Once the rain has sheeted into a swale, its velocity is slowed and spreads to fill the trench which is on contour and roughly two feet deep.  On-contour means that the rain will not run away the way a ditch is designed to do.  As the swale fills to capacity, the water can overflow into a connector pipe that runs downhill to the next swale system.  In this way, the water is intentionally worked through the landscape in broad arcing levels.  At each level runoff is slowed down enough to begin to percolate the soil, thus rehydrating dry land.  At twenty degrees slope or less, these swale systems will work effectively to check the sheeting storm water runoff without overloading the slope as small check dams can sometimes do.

Swales and Net and Pan Systems

On steep hills of more than twenty degrees slope, another earthworks approach will be better suited.  Called “Net-and-Pan”  This earthworks system funnels rain and directs it to each fruit tree basin.  Upslope from each hillside fruit tree, we create a diagonal one foot by one foot french drain.  Two of these French Drains direct rain water into the fruit tree basin.  This now widens catchment area to perhaps ten feet that now directs to the trees.  This creates more water harvest to upslope crops, while allowing less to streak downslope and cause erosion.  By staggering these Net-and-Pan systems downslope, all parts of the hill can become catchments and directed into these basins.  *(See Illustration). 

Swales and Net-and-Pan are two Earthworks systems that are simple, human scale strategies to drought-proof our lands.  By catching the water where it will be consumed by crops, we can reduce the cost of transporting water long distances and utilize what does fall in our areas.  These systems will increase our capacity to utilize and irrigate up slope areas and make our homes more in-the-flow with mother nature by checking the flow and guiding water intentionally through the land.  Start now to drought proof your home to create edible abundance.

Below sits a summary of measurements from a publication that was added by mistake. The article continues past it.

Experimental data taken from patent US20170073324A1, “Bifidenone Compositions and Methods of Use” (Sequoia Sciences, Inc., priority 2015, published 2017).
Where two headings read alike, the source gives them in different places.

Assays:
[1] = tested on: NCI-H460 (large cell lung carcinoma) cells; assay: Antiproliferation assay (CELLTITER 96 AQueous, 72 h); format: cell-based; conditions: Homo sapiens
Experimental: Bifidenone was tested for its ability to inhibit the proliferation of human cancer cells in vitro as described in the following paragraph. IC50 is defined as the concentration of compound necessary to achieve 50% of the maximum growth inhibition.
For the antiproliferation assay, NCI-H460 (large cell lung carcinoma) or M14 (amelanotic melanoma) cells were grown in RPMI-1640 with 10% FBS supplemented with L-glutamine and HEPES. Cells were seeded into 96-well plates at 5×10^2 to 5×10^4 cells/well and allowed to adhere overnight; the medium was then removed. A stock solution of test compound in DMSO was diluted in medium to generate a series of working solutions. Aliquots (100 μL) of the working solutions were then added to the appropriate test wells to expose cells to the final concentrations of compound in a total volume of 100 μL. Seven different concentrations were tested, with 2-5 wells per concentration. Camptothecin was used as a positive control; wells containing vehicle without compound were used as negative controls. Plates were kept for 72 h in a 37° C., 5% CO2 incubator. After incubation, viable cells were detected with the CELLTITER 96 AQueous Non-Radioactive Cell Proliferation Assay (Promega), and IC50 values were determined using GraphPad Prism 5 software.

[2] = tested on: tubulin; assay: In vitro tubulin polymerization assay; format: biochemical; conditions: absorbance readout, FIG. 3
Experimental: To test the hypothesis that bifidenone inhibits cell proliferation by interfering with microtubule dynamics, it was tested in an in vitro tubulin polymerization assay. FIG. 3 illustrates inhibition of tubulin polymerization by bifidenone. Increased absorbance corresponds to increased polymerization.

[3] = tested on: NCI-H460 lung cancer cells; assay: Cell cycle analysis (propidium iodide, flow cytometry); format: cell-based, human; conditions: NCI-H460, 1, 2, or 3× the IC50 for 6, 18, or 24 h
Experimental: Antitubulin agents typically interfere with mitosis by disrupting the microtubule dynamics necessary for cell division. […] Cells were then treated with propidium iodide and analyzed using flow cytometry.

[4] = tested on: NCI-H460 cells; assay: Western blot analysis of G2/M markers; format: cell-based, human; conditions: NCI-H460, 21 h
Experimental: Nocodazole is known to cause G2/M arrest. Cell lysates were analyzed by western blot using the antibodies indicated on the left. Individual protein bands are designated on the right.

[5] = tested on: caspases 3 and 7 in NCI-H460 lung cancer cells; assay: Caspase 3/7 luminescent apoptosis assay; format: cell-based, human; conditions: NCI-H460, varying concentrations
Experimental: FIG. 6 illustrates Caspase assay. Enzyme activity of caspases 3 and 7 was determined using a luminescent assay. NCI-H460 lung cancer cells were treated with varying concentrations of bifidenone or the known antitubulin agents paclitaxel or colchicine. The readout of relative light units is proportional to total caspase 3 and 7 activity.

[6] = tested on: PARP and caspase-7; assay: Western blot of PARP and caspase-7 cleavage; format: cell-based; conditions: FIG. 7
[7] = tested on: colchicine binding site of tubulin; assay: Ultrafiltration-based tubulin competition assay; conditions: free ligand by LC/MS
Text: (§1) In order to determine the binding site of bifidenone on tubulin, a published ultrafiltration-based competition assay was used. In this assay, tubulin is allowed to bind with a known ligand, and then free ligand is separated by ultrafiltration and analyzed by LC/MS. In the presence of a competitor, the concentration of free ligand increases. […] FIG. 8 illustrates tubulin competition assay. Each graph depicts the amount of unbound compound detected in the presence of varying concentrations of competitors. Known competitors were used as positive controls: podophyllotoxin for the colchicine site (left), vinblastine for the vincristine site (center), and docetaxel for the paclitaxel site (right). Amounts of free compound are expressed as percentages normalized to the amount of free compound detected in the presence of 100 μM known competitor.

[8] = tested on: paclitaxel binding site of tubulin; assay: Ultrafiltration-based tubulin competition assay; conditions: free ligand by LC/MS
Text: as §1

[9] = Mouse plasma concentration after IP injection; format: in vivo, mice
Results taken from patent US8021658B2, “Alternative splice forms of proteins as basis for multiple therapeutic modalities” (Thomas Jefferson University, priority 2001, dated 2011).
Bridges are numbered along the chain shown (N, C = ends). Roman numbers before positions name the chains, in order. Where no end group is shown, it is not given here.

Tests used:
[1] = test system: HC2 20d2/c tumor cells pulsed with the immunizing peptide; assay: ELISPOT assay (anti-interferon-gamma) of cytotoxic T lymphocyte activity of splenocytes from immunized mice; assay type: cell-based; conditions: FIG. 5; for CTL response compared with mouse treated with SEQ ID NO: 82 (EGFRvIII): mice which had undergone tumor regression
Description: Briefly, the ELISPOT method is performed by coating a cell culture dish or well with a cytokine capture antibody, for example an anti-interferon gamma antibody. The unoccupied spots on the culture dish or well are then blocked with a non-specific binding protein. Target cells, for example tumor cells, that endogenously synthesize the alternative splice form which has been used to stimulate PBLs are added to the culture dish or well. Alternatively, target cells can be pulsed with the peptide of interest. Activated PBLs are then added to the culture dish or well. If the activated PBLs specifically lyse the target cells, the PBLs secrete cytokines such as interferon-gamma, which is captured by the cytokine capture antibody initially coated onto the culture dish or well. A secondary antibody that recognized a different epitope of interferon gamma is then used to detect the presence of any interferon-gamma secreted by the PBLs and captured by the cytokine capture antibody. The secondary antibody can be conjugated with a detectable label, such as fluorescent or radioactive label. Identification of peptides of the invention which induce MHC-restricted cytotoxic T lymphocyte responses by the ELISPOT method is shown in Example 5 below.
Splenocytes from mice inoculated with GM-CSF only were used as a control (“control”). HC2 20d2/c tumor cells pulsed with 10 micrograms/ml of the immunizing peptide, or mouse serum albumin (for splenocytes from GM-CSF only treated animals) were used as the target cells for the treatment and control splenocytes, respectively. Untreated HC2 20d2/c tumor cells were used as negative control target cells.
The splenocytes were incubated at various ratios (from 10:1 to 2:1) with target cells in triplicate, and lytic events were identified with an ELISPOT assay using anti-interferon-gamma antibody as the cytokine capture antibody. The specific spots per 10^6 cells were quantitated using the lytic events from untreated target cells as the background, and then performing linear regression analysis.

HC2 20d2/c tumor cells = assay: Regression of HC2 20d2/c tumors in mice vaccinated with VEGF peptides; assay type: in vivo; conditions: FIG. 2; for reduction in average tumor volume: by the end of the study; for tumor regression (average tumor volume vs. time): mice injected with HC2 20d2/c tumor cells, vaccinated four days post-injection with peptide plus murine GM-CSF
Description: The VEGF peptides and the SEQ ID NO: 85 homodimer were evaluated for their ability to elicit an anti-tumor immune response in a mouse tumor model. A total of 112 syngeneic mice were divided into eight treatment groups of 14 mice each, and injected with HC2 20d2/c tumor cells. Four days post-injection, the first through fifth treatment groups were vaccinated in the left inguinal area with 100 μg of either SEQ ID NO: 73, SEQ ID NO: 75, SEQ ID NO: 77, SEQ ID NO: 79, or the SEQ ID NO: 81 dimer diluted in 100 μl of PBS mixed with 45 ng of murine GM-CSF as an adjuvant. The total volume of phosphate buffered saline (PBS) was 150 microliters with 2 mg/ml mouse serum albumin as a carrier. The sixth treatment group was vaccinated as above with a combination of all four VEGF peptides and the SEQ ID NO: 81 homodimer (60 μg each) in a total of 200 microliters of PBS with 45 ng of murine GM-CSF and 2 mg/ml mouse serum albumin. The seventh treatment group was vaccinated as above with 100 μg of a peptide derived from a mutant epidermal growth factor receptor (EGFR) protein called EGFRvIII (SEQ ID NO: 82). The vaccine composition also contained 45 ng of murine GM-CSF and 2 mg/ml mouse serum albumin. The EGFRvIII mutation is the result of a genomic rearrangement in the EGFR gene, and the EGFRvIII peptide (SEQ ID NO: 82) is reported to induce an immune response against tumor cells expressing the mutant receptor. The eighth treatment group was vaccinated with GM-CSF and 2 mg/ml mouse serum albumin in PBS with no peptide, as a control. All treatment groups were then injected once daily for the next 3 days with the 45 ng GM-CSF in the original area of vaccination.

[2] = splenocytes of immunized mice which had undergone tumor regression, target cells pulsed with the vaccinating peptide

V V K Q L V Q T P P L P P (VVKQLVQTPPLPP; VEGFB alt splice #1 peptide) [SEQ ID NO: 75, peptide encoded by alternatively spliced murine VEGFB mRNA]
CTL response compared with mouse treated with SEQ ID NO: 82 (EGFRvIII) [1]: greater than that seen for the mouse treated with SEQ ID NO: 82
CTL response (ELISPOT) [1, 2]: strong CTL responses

Watch Joshua in the video below introduce planting a food forest during the Benica Food Forest Event.

All MOTHER EARTH NEWS community bloggers have agreed to follow our Blogging Best Practices, and they are responsible for the accuracy of their posts. To learn more about the author of this post, click on the byline link at the top of the page.



Have you inspected your roof yet this year? Your roof is on the front lines of exposure to nature’s harshest elements all year long. Because it’s bound to take a beating, it’s crucial to inspect for missing shingles, weather damage or possible sagging, at least annually.

Luckily, even if you haven’t inspected your roof since last winter, there’s still time before the next round of snow and sleet arrives. After all, though he meant it metaphorically, John F. Kennedy did once say: “The time to repair the roof is when the sun is shining.”

The last thing you want is to have structural issues with your roof that you can’t address during the bitter cold months. Getting a good look at your roof is less dangerous in the late summer and fall—and should you find missing shingles or need for repairs, an inspection could save you lots of money in the long run. A damaged roof can lead to many burdensome and expensive issues. I learned this the hard way.

Photo by

Two winters ago, my roof fell victim to ice dams that caused thousands of dollars of damage to several areas of our home. Ice dams form when melting snow refreezes and blocks drainage into the gutters. The water has to go somewhere, and it usually finds its way into the home. Had we inspected our roof for structural deficits in the summer or fall, we could have installed proper preventative flashing on the edges and over the  valleys. Instead, the damage went unnoticed and got even worse.